Large eddy simulation with energy-conserving schemes and the smagorinsky model

A note on accuracy and computational efficiency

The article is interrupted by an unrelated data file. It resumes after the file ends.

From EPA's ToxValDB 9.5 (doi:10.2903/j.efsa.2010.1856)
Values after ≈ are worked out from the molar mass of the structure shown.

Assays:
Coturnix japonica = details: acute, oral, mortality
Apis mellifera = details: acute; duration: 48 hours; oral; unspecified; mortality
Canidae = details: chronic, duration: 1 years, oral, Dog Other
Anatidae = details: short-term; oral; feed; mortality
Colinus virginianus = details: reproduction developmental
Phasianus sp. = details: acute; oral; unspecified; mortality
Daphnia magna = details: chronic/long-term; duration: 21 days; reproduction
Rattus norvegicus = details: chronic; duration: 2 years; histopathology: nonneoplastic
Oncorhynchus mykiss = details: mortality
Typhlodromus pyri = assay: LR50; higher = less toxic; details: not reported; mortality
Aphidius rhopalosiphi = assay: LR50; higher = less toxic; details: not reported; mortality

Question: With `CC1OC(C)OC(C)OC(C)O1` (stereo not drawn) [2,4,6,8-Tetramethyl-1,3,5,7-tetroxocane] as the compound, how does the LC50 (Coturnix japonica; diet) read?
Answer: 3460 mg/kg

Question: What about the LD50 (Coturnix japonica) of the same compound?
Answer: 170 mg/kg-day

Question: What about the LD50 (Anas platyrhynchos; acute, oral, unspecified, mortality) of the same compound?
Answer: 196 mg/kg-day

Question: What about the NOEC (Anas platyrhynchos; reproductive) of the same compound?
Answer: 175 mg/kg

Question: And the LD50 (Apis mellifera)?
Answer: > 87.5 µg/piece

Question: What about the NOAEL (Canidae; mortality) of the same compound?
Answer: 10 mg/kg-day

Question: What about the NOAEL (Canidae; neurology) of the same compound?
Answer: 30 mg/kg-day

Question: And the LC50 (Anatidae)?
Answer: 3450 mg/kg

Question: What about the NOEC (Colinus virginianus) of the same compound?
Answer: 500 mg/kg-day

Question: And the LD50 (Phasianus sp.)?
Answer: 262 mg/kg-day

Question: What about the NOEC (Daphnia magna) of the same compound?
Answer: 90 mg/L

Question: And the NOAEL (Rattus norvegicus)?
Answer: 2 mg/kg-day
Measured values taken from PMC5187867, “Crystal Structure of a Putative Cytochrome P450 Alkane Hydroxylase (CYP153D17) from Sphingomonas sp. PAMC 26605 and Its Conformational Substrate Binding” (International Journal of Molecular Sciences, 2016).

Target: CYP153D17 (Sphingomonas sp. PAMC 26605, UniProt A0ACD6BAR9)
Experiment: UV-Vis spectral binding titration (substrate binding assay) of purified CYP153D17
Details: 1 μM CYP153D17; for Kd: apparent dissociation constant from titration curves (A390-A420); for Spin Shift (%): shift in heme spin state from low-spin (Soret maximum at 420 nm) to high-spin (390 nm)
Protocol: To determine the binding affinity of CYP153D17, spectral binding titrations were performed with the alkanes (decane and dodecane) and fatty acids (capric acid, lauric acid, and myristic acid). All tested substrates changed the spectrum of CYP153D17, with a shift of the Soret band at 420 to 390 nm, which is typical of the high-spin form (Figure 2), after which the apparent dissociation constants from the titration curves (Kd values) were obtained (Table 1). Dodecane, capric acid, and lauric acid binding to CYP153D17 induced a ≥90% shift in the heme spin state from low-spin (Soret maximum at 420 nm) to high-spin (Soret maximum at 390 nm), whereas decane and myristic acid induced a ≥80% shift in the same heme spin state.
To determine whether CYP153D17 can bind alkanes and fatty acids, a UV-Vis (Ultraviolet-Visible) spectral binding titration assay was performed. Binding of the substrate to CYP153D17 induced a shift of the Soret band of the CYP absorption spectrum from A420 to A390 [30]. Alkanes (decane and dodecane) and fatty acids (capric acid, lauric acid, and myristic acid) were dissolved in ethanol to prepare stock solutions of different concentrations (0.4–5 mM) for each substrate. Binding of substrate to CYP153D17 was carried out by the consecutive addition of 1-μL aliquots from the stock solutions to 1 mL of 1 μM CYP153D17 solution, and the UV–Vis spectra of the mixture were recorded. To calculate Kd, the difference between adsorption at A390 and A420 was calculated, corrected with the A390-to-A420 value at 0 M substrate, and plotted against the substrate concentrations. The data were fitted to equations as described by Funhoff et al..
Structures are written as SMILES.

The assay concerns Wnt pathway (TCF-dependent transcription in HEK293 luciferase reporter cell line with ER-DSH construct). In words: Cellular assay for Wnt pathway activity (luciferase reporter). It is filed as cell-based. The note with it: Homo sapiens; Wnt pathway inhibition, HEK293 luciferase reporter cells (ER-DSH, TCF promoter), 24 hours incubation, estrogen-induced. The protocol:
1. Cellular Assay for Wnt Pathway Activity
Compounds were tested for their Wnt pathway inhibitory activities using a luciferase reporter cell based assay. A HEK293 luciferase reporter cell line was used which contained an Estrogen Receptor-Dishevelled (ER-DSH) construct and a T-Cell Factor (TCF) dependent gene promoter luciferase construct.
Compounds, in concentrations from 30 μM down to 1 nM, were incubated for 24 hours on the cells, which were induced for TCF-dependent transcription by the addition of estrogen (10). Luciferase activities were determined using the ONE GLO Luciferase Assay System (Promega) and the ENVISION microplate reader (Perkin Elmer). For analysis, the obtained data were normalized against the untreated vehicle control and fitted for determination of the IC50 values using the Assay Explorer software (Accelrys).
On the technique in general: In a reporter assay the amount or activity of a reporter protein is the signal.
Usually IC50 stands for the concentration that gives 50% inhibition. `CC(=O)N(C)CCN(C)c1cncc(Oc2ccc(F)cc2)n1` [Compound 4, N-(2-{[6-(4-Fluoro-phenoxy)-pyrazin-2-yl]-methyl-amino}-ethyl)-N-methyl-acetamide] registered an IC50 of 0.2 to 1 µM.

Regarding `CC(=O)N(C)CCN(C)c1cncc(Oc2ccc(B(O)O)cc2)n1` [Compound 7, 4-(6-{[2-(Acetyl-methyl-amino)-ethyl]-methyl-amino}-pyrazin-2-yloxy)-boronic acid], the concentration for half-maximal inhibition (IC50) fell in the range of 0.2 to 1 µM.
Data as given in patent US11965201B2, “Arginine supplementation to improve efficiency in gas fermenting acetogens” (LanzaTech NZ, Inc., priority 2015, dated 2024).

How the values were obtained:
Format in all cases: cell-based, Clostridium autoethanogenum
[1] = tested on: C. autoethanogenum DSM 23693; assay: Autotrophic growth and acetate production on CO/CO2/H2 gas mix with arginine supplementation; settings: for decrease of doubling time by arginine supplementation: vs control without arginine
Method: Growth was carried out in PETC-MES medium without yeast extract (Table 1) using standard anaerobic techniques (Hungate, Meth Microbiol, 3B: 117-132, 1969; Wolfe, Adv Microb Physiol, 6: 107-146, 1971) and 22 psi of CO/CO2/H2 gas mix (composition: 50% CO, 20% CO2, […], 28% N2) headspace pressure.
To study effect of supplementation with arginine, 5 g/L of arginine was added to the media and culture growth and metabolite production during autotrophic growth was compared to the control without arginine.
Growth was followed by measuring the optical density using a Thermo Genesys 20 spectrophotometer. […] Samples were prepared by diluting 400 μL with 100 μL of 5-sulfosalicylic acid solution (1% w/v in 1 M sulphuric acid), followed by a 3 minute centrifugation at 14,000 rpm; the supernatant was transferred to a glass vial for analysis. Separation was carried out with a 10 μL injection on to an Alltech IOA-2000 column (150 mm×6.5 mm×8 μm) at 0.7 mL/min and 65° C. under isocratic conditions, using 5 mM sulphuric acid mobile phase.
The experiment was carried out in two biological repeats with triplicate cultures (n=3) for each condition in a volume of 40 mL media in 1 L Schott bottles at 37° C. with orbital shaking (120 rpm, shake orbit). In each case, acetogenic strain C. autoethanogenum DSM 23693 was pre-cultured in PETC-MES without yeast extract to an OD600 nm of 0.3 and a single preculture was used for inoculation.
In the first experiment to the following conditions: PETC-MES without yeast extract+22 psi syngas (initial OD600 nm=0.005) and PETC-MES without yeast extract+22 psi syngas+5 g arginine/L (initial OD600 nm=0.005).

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Despite advances in turbulence modelling, the Smagorinsky model remains a popular choice for large eddy simulation (LES) due to its simplicity and ease of use. The dissipation in turbulence energy that the model introduces, is proportional to the Smagorinsky constant, of which many different values have been proposed. These values have been derived for certain simulated test-cases while using a specific set of numerical schemes, to obtain the correct dissipation in energy simply because an incorrect value of the Smagorinsky constant would lead to an incorrect dissipation. However, it is important to bear in mind that numerical codes may suffer from numerical or artificial dissipation, which occurs spuriously through a combination of spatio-temporal and iterative errors. The latter can be controlled through more iterations, the former however, depends on the grid resolution and the time step. Recent research suggests that a complete energy-conserving (EC) spatio-temporal discretisation guarantees zero numerical dissipation for any grid resolution and time step. Therefore, using an EC scheme would ensure that dissipation occurs primarily through the Smagorinsky model (and errors in its implementation) than through the discretisation of the Navier-Stokes (NS) equations. To evaluate the efficacy of these schemes for engineering applications, the article first discusses the use of an EC temporal discretisation as regards to accuracy and computational effort, to ascertain whether EC time advancement is advantageous or not. It was noticed that a simple non-EC explicit method with a smaller time step not only reduces the numerical dissipation to an acceptable level but is computationally cheaper than an implicit-EC scheme for wide range of time steps. Secondly, in terms of spatial discretisation on uniform grids (popular in LES), a simple central-difference scheme is as accurate as an EC spatial discretisation. Finally, following the removal of numerical dissipation with any of the methods mentioned above, one is able to choose a Smagorinsky constant that is nearly independent of the grid resolution (within realistic bounds, for OpenFOAM and an in-house code). This article provides impetus to the efficient use of the Smagorinsky model for LES in fields such as wind farm aerodynamics and atmospheric simulations, instead of more comprehensive and computationally demanding turbulence models.